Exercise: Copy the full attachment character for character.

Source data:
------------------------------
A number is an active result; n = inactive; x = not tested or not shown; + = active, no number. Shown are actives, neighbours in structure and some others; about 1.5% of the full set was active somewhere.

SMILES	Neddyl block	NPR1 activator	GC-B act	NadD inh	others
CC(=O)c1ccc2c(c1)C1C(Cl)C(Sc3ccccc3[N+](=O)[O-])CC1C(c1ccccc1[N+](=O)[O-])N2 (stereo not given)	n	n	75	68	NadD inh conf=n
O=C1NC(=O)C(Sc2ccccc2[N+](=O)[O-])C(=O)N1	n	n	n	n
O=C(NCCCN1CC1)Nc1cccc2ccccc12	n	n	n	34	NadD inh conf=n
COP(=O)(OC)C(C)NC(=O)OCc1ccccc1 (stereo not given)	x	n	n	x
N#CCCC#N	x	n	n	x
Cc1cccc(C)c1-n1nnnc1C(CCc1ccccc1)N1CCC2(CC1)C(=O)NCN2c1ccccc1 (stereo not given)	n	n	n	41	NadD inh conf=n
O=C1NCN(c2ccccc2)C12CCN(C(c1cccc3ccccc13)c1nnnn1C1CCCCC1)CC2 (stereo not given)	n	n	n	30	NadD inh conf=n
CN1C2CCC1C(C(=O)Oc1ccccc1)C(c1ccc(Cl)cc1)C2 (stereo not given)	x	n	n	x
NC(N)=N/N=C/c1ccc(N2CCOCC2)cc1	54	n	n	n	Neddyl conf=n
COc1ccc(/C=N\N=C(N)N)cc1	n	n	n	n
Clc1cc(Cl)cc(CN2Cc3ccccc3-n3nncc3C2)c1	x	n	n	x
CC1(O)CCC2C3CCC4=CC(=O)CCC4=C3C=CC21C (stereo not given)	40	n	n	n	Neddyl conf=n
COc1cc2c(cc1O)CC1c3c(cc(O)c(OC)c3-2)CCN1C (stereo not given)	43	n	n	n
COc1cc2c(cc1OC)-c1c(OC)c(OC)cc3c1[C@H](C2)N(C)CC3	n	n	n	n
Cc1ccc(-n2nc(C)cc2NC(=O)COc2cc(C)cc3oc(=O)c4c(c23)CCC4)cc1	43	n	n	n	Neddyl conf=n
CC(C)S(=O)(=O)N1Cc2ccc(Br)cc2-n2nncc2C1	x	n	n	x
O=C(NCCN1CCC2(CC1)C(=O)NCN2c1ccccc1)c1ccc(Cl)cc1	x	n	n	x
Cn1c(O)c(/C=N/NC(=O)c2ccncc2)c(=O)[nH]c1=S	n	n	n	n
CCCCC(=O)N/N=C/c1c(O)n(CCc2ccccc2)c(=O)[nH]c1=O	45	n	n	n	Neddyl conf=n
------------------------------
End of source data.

A number is an active result; n = inactive; x = not tested or not shown; + = active, no number. Shown are actives, neighbours in structure and some others; about 1.5% of the full set was active somewhere.

SMILES	Neddyl block	NPR1 activator	GC-B act	NadD inh	others
CC(=O)c1ccc2c(c1)C1C(Cl)C(Sc3ccccc3[N+](=O)[O-])CC1C(c1ccccc1[N+](=O)[O-])N2 (stereo not given)	n	n	75	68	NadD inh conf=n
O=C1NC(=O)C(Sc2ccccc2[N+](=O)[O-])C(=O)N1	n	n	n	n
O=C(NCCCN1CC1)Nc1cccc2ccccc12	n	n	n	34	NadD inh conf=n
COP(=O)(OC)C(C)NC(=O)OCc1ccccc1 (stereo not given)	x	n	n	x
N#CCCC#N	x	n	n	x
Cc1cccc(C)c1-n1nnnc1C(CCc1ccccc1)N1CCC2(CC1)C(=O)NCN2c1ccccc1 (stereo not given)	n	n	n	41	NadD inh conf=n
O=C1NCN(c2ccccc2)C12CCN(C(c1cccc3ccccc13)c1nnnn1C1CCCCC1)CC2 (stereo not given)	n	n	n	30	NadD inh conf=n
CN1C2CCC1C(C(=O)Oc1ccccc1)C(c1ccc(Cl)cc1)C2 (stereo not given)	x	n	n	x
NC(N)=N/N=C/c1ccc(N2CCOCC2)cc1	54	n	n	n	Neddyl conf=n
COc1ccc(/C=N\N=C(N)N)cc1	n	n	n	n
Clc1cc(Cl)cc(CN2Cc3ccccc3-n3nncc3C2)c1	x	n	n	x
CC1(O)CCC2C3CCC4=CC(=O)CCC4=C3C=CC21C (stereo not given)	40	n	n	n	Neddyl conf=n
COc1cc2c(cc1O)CC1c3c(cc(O)c(OC)c3-2)CCN1C (stereo not given)	43	n	n	n
COc1cc2c(cc1OC)-c1c(OC)c(OC)cc3c1[C@H](C2)N(C)CC3	n	n	n	n
Cc1ccc(-n2nc(C)cc2NC(=O)COc2cc(C)cc3oc(=O)c4c(c23)CCC4)cc1	43	n	n	n	Neddyl conf=n
CC(C)S(=O)(=O)N1Cc2ccc(Br)cc2-n2nncc2C1	x	n	n	x
O=C(NCCN1CCC2(CC1)C(=O)NCN2c1ccccc1)c1ccc(Cl)cc1	x	n	n	x
Cn1c(O)c(/C=N/NC(=O)c2ccncc2)c(=O)[nH]c1=S	n	n	n	n
CCCCC(=O)N/N=C/c1c(O)n(CCc2ccccc2)c(=O)[nH]c1=O	45	n	n	n	Neddyl conf=n